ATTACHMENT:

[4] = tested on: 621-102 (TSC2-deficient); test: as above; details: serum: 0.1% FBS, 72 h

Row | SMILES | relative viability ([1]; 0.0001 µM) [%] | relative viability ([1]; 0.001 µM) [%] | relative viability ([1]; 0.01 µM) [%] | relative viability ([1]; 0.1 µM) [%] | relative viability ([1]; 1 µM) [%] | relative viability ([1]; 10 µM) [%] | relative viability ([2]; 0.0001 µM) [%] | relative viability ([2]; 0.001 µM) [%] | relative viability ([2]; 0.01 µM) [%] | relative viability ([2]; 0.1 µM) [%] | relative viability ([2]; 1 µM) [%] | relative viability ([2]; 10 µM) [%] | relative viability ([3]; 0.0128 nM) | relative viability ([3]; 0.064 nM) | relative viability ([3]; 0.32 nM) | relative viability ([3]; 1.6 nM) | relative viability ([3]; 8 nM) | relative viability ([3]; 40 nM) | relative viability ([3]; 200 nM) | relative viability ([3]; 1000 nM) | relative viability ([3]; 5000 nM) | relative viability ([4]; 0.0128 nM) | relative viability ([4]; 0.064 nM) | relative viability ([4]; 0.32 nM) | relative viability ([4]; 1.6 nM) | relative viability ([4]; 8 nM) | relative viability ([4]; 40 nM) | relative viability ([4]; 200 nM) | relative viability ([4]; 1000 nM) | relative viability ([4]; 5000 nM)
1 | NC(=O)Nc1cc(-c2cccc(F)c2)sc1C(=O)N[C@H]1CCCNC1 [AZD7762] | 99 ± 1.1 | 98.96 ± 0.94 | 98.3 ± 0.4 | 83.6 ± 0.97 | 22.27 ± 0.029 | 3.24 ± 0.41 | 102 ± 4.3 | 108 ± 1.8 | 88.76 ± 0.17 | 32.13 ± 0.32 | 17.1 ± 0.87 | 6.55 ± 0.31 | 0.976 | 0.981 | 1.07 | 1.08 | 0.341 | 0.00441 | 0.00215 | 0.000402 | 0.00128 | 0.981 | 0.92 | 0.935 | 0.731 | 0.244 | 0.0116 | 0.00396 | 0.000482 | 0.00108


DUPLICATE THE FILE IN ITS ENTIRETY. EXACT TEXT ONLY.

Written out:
[4] = tested on: 621-102 (TSC2-deficient); test: as above; details: serum: 0.1% FBS, 72 h

Row | SMILES | relative viability ([1]; 0.0001 µM) [%] | relative viability ([1]; 0.001 µM) [%] | relative viability ([1]; 0.01 µM) [%] | relative viability ([1]; 0.1 µM) [%] | relative viability ([1]; 1 µM) [%] | relative viability ([1]; 10 µM) [%] | relative viability ([2]; 0.0001 µM) [%] | relative viability ([2]; 0.001 µM) [%] | relative viability ([2]; 0.01 µM) [%] | relative viability ([2]; 0.1 µM) [%] | relative viability ([2]; 1 µM) [%] | relative viability ([2]; 10 µM) [%] | relative viability ([3]; 0.0128 nM) | relative viability ([3]; 0.064 nM) | relative viability ([3]; 0.32 nM) | relative viability ([3]; 1.6 nM) | relative viability ([3]; 8 nM) | relative viability ([3]; 40 nM) | relative viability ([3]; 200 nM) | relative viability ([3]; 1000 nM) | relative viability ([3]; 5000 nM) | relative viability ([4]; 0.0128 nM) | relative viability ([4]; 0.064 nM) | relative viability ([4]; 0.32 nM) | relative viability ([4]; 1.6 nM) | relative viability ([4]; 8 nM) | relative viability ([4]; 40 nM) | relative viability ([4]; 200 nM) | relative viability ([4]; 1000 nM) | relative viability ([4]; 5000 nM)
1 | NC(=O)Nc1cc(-c2cccc(F)c2)sc1C(=O)N[C@H]1CCCNC1 [AZD7762] | 99 ± 1.1 | 98.96 ± 0.94 | 98.3 ± 0.4 | 83.6 ± 0.97 | 22.27 ± 0.029 | 3.24 ± 0.41 | 102 ± 4.3 | 108 ± 1.8 | 88.76 ± 0.17 | 32.13 ± 0.32 | 17.1 ± 0.87 | 6.55 ± 0.31 | 0.976 | 0.981 | 1.07 | 1.08 | 0.341 | 0.00441 | 0.00215 | 0.000402 | 0.00128 | 0.981 | 0.92 | 0.935 | 0.731 | 0.244 | 0.0116 | 0.00396 | 0.000482 | 0.00108